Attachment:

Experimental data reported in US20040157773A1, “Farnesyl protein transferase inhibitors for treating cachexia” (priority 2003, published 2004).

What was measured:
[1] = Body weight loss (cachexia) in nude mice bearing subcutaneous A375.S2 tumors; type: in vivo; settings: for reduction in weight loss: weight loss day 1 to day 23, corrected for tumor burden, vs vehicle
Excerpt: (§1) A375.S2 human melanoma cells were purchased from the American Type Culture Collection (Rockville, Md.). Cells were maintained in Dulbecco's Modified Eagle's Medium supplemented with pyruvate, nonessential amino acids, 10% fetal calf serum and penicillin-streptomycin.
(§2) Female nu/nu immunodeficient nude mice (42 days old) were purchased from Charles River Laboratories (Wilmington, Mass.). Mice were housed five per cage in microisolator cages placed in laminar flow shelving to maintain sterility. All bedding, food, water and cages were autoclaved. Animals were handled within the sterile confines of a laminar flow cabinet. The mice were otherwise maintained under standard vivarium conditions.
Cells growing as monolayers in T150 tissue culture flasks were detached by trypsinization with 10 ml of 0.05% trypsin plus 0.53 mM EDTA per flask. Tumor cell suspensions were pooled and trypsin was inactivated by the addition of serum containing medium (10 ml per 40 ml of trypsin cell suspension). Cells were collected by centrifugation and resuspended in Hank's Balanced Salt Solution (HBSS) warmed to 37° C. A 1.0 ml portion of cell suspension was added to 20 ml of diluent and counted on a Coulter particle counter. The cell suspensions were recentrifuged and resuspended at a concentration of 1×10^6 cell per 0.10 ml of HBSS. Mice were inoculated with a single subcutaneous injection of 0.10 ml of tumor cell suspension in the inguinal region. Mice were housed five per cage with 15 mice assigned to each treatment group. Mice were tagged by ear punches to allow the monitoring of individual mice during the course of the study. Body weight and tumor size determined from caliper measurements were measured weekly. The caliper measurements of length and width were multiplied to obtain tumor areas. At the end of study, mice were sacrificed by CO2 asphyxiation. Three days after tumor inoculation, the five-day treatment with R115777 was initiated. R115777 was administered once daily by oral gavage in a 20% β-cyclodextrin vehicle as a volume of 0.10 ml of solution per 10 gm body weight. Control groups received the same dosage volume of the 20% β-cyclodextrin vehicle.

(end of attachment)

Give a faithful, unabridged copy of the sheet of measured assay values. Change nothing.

Experimental data reported in US20040157773A1, “Farnesyl protein transferase inhibitors for treating cachexia” (priority 2003, published 2004).

What was measured:
[1] = Body weight loss (cachexia) in nude mice bearing subcutaneous A375.S2 tumors; type: in vivo; settings: for reduction in weight loss: weight loss day 1 to day 23, corrected for tumor burden, vs vehicle
Excerpt: (§1) A375.S2 human melanoma cells were purchased from the American Type Culture Collection (Rockville, Md.). Cells were maintained in Dulbecco's Modified Eagle's Medium supplemented with pyruvate, nonessential amino acids, 10% fetal calf serum and penicillin-streptomycin.
(§2) Female nu/nu immunodeficient nude mice (42 days old) were purchased from Charles River Laboratories (Wilmington, Mass.). Mice were housed five per cage in microisolator cages placed in laminar flow shelving to maintain sterility. All bedding, food, water and cages were autoclaved. Animals were handled within the sterile confines of a laminar flow cabinet. The mice were otherwise maintained under standard vivarium conditions.
Cells growing as monolayers in T150 tissue culture flasks were detached by trypsinization with 10 ml of 0.05% trypsin plus 0.53 mM EDTA per flask. Tumor cell suspensions were pooled and trypsin was inactivated by the addition of serum containing medium (10 ml per 40 ml of trypsin cell suspension). Cells were collected by centrifugation and resuspended in Hank's Balanced Salt Solution (HBSS) warmed to 37° C. A 1.0 ml portion of cell suspension was added to 20 ml of diluent and counted on a Coulter particle counter. The cell suspensions were recentrifuged and resuspended at a concentration of 1×10^6 cell per 0.10 ml of HBSS. Mice were inoculated with a single subcutaneous injection of 0.10 ml of tumor cell suspension in the inguinal region. Mice were housed five per cage with 15 mice assigned to each treatment group. Mice were tagged by ear punches to allow the monitoring of individual mice during the course of the study. Body weight and tumor size determined from caliper measurements were measured weekly. The caliper measurements of length and width were multiplied to obtain tumor areas. At the end of study, mice were sacrificed by CO2 asphyxiation. Three days after tumor inoculation, the five-day treatment with R115777 was initiated. R115777 was administered once daily by oral gavage in a 20% β-cyclodextrin vehicle as a volume of 0.10 ml of solution per 10 gm body weight. Control groups received the same dosage volume of the 20% β-cyclodextrin vehicle.